14 August: The enemy at the western front deployed along the Hsingan-Lichuan-Linhsi line and began preparations of the advance; approximately 1,500 motor trucks were coming from the rear. The enemy constructed airfields in the vicinity of Hsingan and Taipsi [Taiping]. The main force of the enemy on the eastern front was preparing for attack near Muling, and 150 tanks advanced through an opening to the left of the Mutankiang [ Mudanjiang].

The Air Army continued to attack with an element while preparing for renewed attacks against the enemy main body on the western front, which were scheduled for the 15 th. An element of the 15 th Air Brigade attacked the enemy in the vicinity of Linhsi. The main body of the 101 st Air Training Brigade (with the 4 th Advanced Air Training Unit attached) attacked the enemy 15km W of Taonan.

Sortie Strength: 5 Type 4 fighters; 7 two seater fighters; 13 Type 1 fighters; 4 Type 99 assault planes.

Results: 3 tanks.

The 15 th Air Brigade and the 101 st Air Training Brigade concentrated their entire forces at Anshan and Kungchuling [Gongzhuling], respectively. The Hane Air Unit, composed of the 26 th Air Training Unit and the 4 th Advanced Air Training Unit, concentrated at Fenchipo [Fenshui] and prepared for the attack of the 15 th, with the issuance of the Hane Air Unit Operation Order A, No. 48. Then, the 15 th Air brigade and Hane Air Unit advanced to Ssuping [Siping] and to the west of Hsinking, respectively. Preparations of the 1 st Hane Special Attack Unit (5 th Air Training Unit) began.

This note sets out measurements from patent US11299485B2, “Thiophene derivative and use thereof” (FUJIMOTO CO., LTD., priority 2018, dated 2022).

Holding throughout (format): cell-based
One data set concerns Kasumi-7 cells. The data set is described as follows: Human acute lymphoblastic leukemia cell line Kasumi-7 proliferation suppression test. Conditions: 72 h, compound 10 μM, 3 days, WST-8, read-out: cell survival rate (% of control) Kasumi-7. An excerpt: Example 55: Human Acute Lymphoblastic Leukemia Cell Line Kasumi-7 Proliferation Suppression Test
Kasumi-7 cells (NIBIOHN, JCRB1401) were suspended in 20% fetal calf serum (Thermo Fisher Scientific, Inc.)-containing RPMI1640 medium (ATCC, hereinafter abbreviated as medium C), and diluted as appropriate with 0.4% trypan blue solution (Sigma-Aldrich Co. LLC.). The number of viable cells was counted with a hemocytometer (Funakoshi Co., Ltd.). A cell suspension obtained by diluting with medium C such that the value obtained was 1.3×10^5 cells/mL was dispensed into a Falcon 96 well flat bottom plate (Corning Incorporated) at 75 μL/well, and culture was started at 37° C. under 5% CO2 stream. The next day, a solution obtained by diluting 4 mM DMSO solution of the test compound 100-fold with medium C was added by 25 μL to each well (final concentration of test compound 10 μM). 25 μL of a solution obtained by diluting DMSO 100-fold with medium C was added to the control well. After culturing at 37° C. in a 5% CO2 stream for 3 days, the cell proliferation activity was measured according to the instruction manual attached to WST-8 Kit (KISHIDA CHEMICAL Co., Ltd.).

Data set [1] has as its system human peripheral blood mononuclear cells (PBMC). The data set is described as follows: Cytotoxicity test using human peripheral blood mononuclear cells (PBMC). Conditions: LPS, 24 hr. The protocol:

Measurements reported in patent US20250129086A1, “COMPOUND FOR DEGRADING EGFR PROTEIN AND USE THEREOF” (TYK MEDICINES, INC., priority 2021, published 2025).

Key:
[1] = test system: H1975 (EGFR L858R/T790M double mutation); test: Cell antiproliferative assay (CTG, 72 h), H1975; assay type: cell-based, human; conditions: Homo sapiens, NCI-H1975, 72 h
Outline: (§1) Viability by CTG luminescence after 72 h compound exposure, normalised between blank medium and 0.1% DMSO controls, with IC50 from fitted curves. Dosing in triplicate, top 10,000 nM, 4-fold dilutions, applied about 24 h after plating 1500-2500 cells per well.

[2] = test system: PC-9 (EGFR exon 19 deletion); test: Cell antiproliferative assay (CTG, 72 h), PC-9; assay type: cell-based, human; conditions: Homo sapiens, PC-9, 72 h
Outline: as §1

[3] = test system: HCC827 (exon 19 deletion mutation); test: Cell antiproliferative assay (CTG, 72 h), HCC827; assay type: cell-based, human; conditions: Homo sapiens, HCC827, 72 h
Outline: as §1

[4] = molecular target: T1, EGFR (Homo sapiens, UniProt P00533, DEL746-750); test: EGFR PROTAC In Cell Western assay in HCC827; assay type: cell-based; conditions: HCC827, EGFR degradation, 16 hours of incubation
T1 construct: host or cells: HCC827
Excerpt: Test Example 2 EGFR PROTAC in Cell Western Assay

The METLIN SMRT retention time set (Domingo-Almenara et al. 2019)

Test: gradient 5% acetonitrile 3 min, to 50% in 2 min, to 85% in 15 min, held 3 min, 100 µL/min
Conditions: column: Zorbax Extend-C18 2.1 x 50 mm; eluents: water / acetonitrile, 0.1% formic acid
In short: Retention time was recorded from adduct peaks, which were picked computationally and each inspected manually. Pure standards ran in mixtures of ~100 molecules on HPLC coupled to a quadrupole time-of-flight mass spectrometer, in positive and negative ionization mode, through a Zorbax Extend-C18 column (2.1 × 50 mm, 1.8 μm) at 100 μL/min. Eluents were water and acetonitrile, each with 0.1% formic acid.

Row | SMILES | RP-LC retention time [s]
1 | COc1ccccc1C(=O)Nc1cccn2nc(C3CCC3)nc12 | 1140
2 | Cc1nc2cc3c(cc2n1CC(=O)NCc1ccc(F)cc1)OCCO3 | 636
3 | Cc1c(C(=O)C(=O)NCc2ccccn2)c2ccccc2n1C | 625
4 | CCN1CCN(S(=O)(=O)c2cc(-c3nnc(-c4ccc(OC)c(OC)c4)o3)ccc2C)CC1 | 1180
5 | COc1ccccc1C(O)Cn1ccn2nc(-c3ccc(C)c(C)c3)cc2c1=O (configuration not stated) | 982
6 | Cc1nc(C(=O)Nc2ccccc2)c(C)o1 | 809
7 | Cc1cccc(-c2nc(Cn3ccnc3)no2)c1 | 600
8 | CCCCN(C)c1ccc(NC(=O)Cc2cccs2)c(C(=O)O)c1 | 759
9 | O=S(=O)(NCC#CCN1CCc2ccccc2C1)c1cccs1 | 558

15 August: No change in the enemy situation.

Carried out the scheduled attack in the morning. The entire force of the 15 th Air Brigade attacked Taonan from Ssuping. The entire force of the 101 st Air Training Brigade advanced to Tsitsihar and made preparations for the attack in the afternoon. The entire force of the Hane Air Unit attacked Taonan from Hsinking and advanced to Tsitsihar.

Sortie Strength: 12 Type 4 fighters; 9 two seater fighters; 18 Type 1 Fighters

Results: 23 planes; 135 motor trucks; 2 warehouses; 5 positions; approximately 300 men. [P-63’s of the 17 Fighter Regiment, Soviet Tactical Air Forces, claimed a Ki-27 or Ki-43 among those attacking A-20’s and damaging one, near Wangyemiao 15 August].

The Imperial Rescript on cease-fire was received at noon.

Upon receipt of the Imperial Rescript ending the war at noon of the 15 th, the attacks were suspended and the forces, maintaining strict watch for the purposes of self- defense, waited in readiness. Subsequent attacks and the projected special attack of the 5 th Air Training Unit suspended at 2400 hours.

[Only combat and otherwise selected entries are excerpted from the entries of 16 August through 4 September.]

17 August: …The Hane Air Unit provided one squadron, under the command of Captain Kamata, to escort Prince Takeda on his flight from Seoul to Hsinking.